Kim Davis: Freed but Not Free

Most of us haven’t spent a single night in jail. Rowan County Clerk Kim Davis has spent five. The Kentucky Christian, now the face of a national firefight over religious liberty, is the first believer to test the theory that the government is willing to jail men and women of faith who disagree with the Supreme Court’s definition of marriage.

Judge David Bunning turned the prophecy into reality last week, when he ordered the bailiff to put Davis, a second generation clerk, behind bars for refusing to issue court-created same-sex marriage licenses. The mom of grown children spent the holiday weekend in a cell, while Americans shook their heads in astonishment at the hostile place our once-welcoming nation had become.

In editorials on her imprisonment that took up pages of last Sunday’s editions, many compared Davis to a modern Rosa Parks or Martin Luther King, Jr. “This is what the other side wants,” bemoaned one LGBT activist. “This a biblical story, to go to jail for your faith. We don’t want to make her a martyr to the people who are like her, who want to paint themselves as victims.”

After meeting with her this afternoon, I can tell you that Kim Davis isn’t a martyr — she’s a hero. What the Left is almost certainly afraid of is what is coming to pass: courage is breeding courage. And months from now, we may all look back and realize that she was the example that sparked a blaze of resistance across this country. When other people might have cowered in fear, Kim took a stand. And today, she is surrounded by hundreds of Americans who stand with her.

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A few hours before a rally in her defense, Judge Bunning (whom the American Bar Association accurately rated “not qualified” in 2001) decided that jailing Kim may not send the most helpful message — and freed her. Unfortunately, she and her fellow clerks haven’t been released from their ideological prison, which still demands that they violate their faith to do their jobs. “We’re back to Square One,” her attorney and Liberty Counsel President Mat Staver said. “She’s been released, but there’s been no resolution.”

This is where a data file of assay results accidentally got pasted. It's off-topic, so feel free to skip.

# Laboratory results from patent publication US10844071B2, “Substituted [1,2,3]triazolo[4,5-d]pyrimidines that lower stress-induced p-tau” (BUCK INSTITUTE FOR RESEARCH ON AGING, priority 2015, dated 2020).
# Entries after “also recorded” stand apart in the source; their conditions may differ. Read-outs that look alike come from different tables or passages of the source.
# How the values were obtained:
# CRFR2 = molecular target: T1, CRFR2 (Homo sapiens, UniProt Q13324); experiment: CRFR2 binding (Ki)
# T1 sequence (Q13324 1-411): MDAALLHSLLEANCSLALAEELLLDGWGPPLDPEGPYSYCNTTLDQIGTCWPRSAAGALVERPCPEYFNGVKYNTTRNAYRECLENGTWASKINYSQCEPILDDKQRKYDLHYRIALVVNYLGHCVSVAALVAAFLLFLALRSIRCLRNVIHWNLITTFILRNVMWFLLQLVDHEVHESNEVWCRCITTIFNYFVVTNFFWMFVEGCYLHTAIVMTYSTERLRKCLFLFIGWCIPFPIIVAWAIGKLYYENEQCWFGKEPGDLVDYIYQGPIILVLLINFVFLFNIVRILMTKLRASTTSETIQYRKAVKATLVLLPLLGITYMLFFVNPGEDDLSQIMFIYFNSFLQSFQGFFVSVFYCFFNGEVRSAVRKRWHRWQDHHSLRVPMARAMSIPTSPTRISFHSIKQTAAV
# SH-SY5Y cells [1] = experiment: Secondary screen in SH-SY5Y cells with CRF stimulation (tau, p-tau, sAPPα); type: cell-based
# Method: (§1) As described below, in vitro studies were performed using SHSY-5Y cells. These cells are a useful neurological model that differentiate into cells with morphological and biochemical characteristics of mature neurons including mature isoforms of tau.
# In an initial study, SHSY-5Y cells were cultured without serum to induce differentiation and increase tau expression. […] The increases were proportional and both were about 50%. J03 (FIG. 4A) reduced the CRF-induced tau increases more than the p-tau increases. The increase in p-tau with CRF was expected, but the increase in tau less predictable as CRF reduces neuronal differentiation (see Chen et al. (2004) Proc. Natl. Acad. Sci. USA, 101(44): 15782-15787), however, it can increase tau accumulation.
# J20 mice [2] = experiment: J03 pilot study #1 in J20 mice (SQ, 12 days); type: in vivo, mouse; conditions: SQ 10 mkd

Shortly after the latest development, I applauded Kim for her boldness. Standing with Governor Mike Huckabee, I told the rally , “When the arbitrary edits of man conflict with the explicit instructions of God, we cannot and must not submit — no matter the cost.” As I told the #ImWithKim crowd, Jesus said, “Blessed are the peacemakers.” He did not say, “Blessed are the pacifists.”

There’s a grave misconception in this country that religious liberty is simply the freedom to pick the church of your choice. The myth is that you have the ability to believe as you wish within the four walls of that church and between your two ears, as long as you don’t speak about it in public.

Think about that for a moment. Do you really think William Bradford and the Pilgrims were just trying to move their church membership? Weren’t there churches a little closer that that would not have resulted in nearly half of them dying that first winter in Plymouth? They came for what Kim Davis is standing for. They came for the ability to live their lives according to their Christian faith. And now it’s time for the government of this country to step back and let us.

The opinions expressed by columnists are their own and do not necessarily represent the views of Barb Wire.

Tony Perkins
Tony Perkins is president of the Washington, D.C.-based Family Research Council. He is a former member of the Louisiana legislature where he served for eight years, and he is recognized as a legislative pioneer for authoring measures like the nation’s first Covenant Marriage law. (Via FRC’s Washington Update. Tony Perkins’ Washington Update is written with the aid of FRC senior writers.)

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